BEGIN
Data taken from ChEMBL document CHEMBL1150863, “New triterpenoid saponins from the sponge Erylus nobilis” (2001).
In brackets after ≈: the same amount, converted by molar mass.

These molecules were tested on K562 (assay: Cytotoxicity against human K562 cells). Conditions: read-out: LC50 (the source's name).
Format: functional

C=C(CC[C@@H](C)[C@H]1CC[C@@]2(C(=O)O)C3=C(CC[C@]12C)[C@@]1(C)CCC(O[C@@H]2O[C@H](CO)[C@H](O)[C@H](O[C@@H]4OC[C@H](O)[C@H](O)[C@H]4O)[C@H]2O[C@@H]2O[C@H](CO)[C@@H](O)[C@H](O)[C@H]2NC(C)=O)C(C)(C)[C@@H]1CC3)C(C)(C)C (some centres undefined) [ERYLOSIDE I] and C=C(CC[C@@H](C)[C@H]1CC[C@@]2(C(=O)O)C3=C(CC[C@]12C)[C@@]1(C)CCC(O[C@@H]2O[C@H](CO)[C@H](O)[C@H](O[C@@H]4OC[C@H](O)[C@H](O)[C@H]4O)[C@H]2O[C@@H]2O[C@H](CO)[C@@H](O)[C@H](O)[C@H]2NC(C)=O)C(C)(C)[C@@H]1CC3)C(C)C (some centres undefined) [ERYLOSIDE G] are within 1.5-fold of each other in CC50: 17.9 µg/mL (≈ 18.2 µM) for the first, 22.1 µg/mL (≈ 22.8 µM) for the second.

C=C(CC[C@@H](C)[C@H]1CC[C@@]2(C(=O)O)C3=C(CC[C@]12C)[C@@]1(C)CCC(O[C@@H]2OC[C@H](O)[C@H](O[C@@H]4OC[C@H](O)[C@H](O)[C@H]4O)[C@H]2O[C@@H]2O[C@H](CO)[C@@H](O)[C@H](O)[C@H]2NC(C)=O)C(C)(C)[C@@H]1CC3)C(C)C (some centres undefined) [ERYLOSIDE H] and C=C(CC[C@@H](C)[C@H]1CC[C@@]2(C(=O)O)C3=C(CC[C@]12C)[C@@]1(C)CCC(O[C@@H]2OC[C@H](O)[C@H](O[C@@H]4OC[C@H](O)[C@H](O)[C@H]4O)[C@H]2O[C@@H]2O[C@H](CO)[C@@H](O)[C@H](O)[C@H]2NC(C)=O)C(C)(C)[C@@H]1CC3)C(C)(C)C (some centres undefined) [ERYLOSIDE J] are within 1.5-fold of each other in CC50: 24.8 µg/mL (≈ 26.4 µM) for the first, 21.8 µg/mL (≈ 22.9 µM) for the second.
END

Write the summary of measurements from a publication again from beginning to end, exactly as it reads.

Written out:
Data taken from ChEMBL document CHEMBL1150863, “New triterpenoid saponins from the sponge Erylus nobilis” (2001).
In brackets after ≈: the same amount, converted by molar mass.

These molecules were tested on K562 (assay: Cytotoxicity against human K562 cells). Conditions: read-out: LC50 (the source's name).
Format: functional

C=C(CC[C@@H](C)[C@H]1CC[C@@]2(C(=O)O)C3=C(CC[C@]12C)[C@@]1(C)CCC(O[C@@H]2O[C@H](CO)[C@H](O)[C@H](O[C@@H]4OC[C@H](O)[C@H](O)[C@H]4O)[C@H]2O[C@@H]2O[C@H](CO)[C@@H](O)[C@H](O)[C@H]2NC(C)=O)C(C)(C)[C@@H]1CC3)C(C)(C)C (some centres undefined) [ERYLOSIDE I] and C=C(CC[C@@H](C)[C@H]1CC[C@@]2(C(=O)O)C3=C(CC[C@]12C)[C@@]1(C)CCC(O[C@@H]2O[C@H](CO)[C@H](O)[C@H](O[C@@H]4OC[C@H](O)[C@H](O)[C@H]4O)[C@H]2O[C@@H]2O[C@H](CO)[C@@H](O)[C@H](O)[C@H]2NC(C)=O)C(C)(C)[C@@H]1CC3)C(C)C (some centres undefined) [ERYLOSIDE G] are within 1.5-fold of each other in CC50: 17.9 µg/mL (≈ 18.2 µM) for the first, 22.1 µg/mL (≈ 22.8 µM) for the second.

C=C(CC[C@@H](C)[C@H]1CC[C@@]2(C(=O)O)C3=C(CC[C@]12C)[C@@]1(C)CCC(O[C@@H]2OC[C@H](O)[C@H](O[C@@H]4OC[C@H](O)[C@H](O)[C@H]4O)[C@H]2O[C@@H]2O[C@H](CO)[C@@H](O)[C@H](O)[C@H]2NC(C)=O)C(C)(C)[C@@H]1CC3)C(C)C (some centres undefined) [ERYLOSIDE H] and C=C(CC[C@@H](C)[C@H]1CC[C@@]2(C(=O)O)C3=C(CC[C@]12C)[C@@]1(C)CCC(O[C@@H]2OC[C@H](O)[C@H](O[C@@H]4OC[C@H](O)[C@H](O)[C@H]4O)[C@H]2O[C@@H]2O[C@H](CO)[C@@H](O)[C@H](O)[C@H]2NC(C)=O)C(C)(C)[C@@H]1CC3)C(C)(C)C (some centres undefined) [ERYLOSIDE J] are within 1.5-fold of each other in CC50: 24.8 µg/mL (≈ 26.4 µM) for the first, 21.8 µg/mL (≈ 22.9 µM) for the second.